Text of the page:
A 'frightened' farmer who used a forklift to overturn a car on his driveway told jurors he felt threatened because 'an Englishman's home is his castle'. Watch the incident unfold below:
Robert Hooper, 57, is currently on trial at Durham Crown Court for the incident, which occurred on 5 June 2021.
The farmer denies dangerous driving and criminal damage following mobile phone footage played in court that showed Hooper used a yellow tele-handler to lift a silver Vauxhall Corsa from the entrance to his property at Brockersgill Farm, Newbiggin-in-Teesdale, County Durham.
The farmer proceeded to push the car down the road on its side, before dumping it and spinning around.
The video then showed the tractor strike Connor Burns, 21 before Hooper drove back to his land.
The 21-year-old says he was visiting nearby Low Force waterfall with friends.
Hooper said he had politely asked Mr Burns and the driver of the Corsa, Elliott Johnson, to move the vehicle from his farm entrance on what was a busy day for him.
According to the farmer, the shirtless Mr Burns - who told the court he had drank around six bottles of Corona lager that day - said to him: "I'm not effing moving this car."
Hooper claimed that the younger man then burst his lip by punching him twice in the buggy that he was driving, as per the Daily Mail.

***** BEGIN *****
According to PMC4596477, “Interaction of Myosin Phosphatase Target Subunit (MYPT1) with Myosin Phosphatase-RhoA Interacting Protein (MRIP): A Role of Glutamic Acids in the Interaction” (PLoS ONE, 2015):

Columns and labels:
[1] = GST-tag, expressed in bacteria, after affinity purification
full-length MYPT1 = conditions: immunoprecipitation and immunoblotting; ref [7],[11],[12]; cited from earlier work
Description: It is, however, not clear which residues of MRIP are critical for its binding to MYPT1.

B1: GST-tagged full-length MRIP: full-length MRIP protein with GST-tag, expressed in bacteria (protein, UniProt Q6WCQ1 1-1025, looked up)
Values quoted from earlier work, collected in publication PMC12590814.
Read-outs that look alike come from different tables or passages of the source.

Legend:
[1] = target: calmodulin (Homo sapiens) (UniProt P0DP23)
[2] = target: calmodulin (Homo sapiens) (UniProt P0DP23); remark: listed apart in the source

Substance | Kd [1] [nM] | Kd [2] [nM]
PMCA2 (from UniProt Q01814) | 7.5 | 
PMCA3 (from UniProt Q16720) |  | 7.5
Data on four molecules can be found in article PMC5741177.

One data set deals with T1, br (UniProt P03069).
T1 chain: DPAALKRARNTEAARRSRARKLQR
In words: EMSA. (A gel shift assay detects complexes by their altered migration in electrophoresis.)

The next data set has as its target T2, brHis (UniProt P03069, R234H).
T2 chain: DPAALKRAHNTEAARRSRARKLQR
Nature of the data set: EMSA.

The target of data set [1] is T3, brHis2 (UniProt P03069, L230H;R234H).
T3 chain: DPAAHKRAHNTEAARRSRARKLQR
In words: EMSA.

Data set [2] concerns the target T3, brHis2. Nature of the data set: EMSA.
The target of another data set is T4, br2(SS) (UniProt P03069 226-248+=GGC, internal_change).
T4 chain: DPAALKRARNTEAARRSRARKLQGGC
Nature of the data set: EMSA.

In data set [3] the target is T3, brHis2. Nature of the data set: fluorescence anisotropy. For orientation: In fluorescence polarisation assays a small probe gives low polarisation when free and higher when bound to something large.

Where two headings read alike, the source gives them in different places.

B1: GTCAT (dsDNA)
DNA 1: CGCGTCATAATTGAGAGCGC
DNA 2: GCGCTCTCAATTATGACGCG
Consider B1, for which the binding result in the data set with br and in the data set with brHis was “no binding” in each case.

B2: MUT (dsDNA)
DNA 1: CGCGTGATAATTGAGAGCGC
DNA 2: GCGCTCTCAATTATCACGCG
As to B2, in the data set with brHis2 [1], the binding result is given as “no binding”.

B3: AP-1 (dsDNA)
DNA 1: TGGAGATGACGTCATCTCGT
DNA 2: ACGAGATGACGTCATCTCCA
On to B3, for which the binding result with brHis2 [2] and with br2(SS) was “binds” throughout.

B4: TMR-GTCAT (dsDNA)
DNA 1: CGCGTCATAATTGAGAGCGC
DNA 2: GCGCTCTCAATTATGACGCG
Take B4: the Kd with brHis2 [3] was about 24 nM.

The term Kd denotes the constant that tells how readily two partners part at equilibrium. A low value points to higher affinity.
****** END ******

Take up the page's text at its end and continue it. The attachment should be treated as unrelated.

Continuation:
He also complained that an 'influx' of youths had been visiting the area that summer, causing anti-social behaviour, drug-taking, littering and damaging walls.
Hooper told the court: "I thought 'It is time to get out of there', and I said 'if you don't move it, I will'. My mind was racing.
"I thought 'we have a bit of a problem here, there's two of them, half my age,'I didn't know what they had in terms of weapons, or what they were capable of doing.
He returned to his farmyard and got in his yellow loader after putting its forks on and went back down the lane to the two men to deal with the car himself.
"I thought if the car was off the property, that would be then off the property, out of the way."
Hooper told the jury: "I felt threatened and an Englishman's home is his castle, and my castle starts at that front gate."
Michael Rawlinson, who was defending, asked the farmer why he did not call the police.
Hooper argued that there had been eight break-ins at the farm over the years and the police would take hours to arrive.
The trial is ongoing.
Featured Image Credit: Snapchat
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